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Discussion Starter · #1 ·
Hi there, hope your day is going well.
I have been cajoled into teaching Artistic Knitting starting in September. This stems from my annual yarn bombing pieces. Several of us have been trying to start a fiber art section at our Visual Arts Center.
So! I would really, really like any & all input. I have several washcloths, each having a different design to demonstrate the knit vs pearl for the first day. Next session I plan to bring Knitting graph paper so they can outline something they want to make. That's all I know so far. Please give me advice, ideas, etc
Textile Creative arts Toy Art Doll
 

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Hi there, hope your day is going well.
I have been cajoled into teaching Artistic Knitting starting in September. This stems from my annual yarn bombing pieces. Several of us have been trying to start a fiber art section at our Visual Arts Center.
So! I would really, really like any & all input. I have several washcloths, each having a different design to demonstrate the knit vs pearl for the first day. Next session I plan to bring Knitting graph paper so they can outline something they want to make. That's all I know so far. Please give me advice, ideas, etc View attachment 1234952
They are so cute!
 

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Discussion Starter · #7 ·
What exactly is artistic knitting? The beautiful examples you show include 3-D elements. If I were coming, I’d expect to learn how to do that.
That is why I'll supply the graph paper so they can sketch out what they want to make. I'm a bit unnerved by this teaching. Hoping to see if I'm missing any thing.
 

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Discussion Starter · #12 ·
Oooos, sorry for the doubles. Punta Gorda, FL has a Visual Arts Center that holds classes by incredibly accomplished instructors. I am shaking in my shoes since being tagged to teach this class. But I would really like to succeed getting more knitters willing to forego patterns & try making their own designs. There are SO many talented knitters in Knitters Paradise I figured you would have very respectable suggestions. :)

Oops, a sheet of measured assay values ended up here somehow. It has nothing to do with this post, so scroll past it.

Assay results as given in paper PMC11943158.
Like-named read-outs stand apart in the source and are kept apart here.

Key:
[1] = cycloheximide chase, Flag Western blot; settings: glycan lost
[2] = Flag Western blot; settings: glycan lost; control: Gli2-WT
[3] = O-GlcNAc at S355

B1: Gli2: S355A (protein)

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Many people seem fearful of straying from a published pattern. I believe they are limiting themselves, quashing whatever creativity they were born with.
I don’t lean towards three-dimensional things. I am addicted to mitred squares though. Some: Ravelry: JessicaJean's Projects)

I like the look of freeform knitting (or crocheting), but it’s hard for me to launch myself that far away from patterns.

I guess I’m trying to say that convincing your students to break away from thinking of patterns as graven in stone would enable them to venture into ‘art’.
 

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Discussion Starter · #14 ·
Many people seem fearful of straying from a published pattern. I believe they are limiting themselves, quashing whatever creativity they were born with.
I don’t lean towards three-dimensional things. I am addicted to mitred squares though. Some: Ravelry: JessicaJean's Projects)

I like the look of freeform knitting (or crocheting), but it’s hard for me to launch myself that far away from patterns.

I guess I’m trying to say that convincing your students to break away from thinking of patterns as graven in stone would enable them to venture into ‘art’.
Jessica Jean, you are one of the highly respected people on this forum. I will keep your words in mind...but my take is, It's just sticks & string. What an amazing amount of different things we can do!
 

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Jessica Jean, you are one of the highly respected people on this forum. I will keep your words in mind...but my take is, It's just sticks & string. What an amazing amount of different things we can do!
Absolutely!!!
But we must first break lose from the idea that patterns MUST be followed blindly.
 

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I agree with Jessica-Jean, and like her, am afraid to stray very far from a printed pattern. Perhaps I do not have enough imagination. :LOL:. Good luck in your teaching endeavours.
 

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From what you have written so far, you will be teaching people who already know how to knit, correct? If not, if you are opening it up to "anyone interested", be careful - you may get some non-knitters, who would need to be taught the basics.
When I was working at the yarn store, one of our experienced teachers (who often led newbie classes as well as more advanced classes) was sent to do a workshop on a simple lace scarf during a breast cancer awareness event. It was a one time, single session to help with the skills needed to make an awareness scarf pattern that had some lace work. She got quite a mix of people, some with previous lace experience, some without, and lots who'd never picked up knitting needles in their life! She did what she could, but said it was super stressful, and that it should have been advertised that it was not a beginner class/project.
 
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